Environment & Biodiversity

Aurora Borealis: What are the Northern and Southern Lights? Why do they happen?

  • In a rare occurrence, the northern lights, or aurora borealis, filled the night sky over Hanle hamlet in Ladakh.
    • Concurrently, the southern lights, or aurora australis, were seen in New Zealand and Australia. 

What are Auroras?

  • Auroras are natural light displays that seem like dazzling, twirling curtains in the night sky.
  • They are most commonly spotted at the poles, although they may also be found at lower latitudes.
  • The interaction of sun particles with various gases in the Earth’s atmosphere causes these lights to exhibit a variety of colours, including blue, red, yellow, green, and orange. 
  • The phenomenon is known as:
  1. Aurora borealis in Northern Hemisphere and
  2. Aurora australis in Southern Hemisphere

What creates auroras?

  • Interaction with Earth’s Magnetic Field: As the solar wind reaches Earth, it interacts with the planet’s magnetic field, allowing some charged particles into the atmosphere near the poles.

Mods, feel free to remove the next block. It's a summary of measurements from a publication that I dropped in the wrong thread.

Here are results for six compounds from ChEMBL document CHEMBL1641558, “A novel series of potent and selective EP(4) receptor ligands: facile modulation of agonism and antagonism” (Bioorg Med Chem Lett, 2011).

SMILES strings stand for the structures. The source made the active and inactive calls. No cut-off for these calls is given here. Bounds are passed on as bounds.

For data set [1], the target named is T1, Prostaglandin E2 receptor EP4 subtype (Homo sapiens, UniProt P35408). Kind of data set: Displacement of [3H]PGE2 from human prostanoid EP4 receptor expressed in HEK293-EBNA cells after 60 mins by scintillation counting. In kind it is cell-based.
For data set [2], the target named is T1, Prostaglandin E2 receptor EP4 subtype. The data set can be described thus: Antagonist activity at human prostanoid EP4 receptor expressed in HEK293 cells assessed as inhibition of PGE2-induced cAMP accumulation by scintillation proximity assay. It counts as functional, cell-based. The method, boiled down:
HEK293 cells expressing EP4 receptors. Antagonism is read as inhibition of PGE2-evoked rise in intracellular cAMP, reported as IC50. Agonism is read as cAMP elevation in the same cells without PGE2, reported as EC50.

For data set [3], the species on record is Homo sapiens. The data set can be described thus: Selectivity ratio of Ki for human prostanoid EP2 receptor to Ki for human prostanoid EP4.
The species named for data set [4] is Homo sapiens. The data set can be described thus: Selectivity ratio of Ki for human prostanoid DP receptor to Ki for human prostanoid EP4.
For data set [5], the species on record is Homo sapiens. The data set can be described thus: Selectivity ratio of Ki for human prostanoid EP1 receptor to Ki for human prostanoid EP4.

• Interaction with Gases: When these particles interact with gases in the high atmosphere, they produce bright flashes of light. Collisions with oxygen generate green light, but interactions with nitrogen produce blue and purple light.

Impact on Technical Infrastructure

  • Auroras can disrupt space-based systems and activities.
  • Such incidents may cause disruptions to Global Positioning Systems (GPS), radio communications, airline operations, power grids, and space research efforts. 

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